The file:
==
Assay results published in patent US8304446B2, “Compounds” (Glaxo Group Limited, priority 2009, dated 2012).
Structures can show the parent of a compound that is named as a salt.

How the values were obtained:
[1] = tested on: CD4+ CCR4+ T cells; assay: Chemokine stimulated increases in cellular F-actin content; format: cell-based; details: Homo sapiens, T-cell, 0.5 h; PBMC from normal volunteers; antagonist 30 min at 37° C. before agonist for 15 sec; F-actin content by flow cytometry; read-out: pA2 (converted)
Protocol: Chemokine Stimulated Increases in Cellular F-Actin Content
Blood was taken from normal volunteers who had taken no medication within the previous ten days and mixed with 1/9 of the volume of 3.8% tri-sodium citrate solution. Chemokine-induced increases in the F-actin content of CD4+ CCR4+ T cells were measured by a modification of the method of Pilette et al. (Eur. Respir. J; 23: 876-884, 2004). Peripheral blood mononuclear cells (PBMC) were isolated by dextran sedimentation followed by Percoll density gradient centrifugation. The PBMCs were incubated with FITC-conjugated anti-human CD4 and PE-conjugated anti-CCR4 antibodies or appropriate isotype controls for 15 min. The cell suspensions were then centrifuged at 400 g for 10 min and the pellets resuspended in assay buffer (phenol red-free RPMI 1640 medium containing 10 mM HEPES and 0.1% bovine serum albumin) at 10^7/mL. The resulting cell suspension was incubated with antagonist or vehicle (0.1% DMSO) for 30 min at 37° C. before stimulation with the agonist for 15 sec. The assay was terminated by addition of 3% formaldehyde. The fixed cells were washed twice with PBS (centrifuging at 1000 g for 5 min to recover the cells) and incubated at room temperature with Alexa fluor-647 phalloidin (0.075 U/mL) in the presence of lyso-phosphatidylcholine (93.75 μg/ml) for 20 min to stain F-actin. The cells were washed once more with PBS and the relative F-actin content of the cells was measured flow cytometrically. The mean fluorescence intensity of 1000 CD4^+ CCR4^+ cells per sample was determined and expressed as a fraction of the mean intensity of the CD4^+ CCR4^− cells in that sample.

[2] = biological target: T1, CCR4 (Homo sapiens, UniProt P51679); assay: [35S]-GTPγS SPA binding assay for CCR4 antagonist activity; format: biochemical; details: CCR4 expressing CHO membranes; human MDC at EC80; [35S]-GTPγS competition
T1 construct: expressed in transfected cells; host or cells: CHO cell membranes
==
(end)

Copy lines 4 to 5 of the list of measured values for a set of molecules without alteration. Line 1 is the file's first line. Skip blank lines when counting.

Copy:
[1] = tested on: CD4+ CCR4+ T cells; assay: Chemokine stimulated increases in cellular F-actin content; format: cell-based; details: Homo sapiens, T-cell, 0.5 h; PBMC from normal volunteers; antagonist 30 min at 37° C. before agonist for 15 sec; F-actin content by flow cytometry; read-out: pA2 (converted)
Protocol: Chemokine Stimulated Increases in Cellular F-Actin Content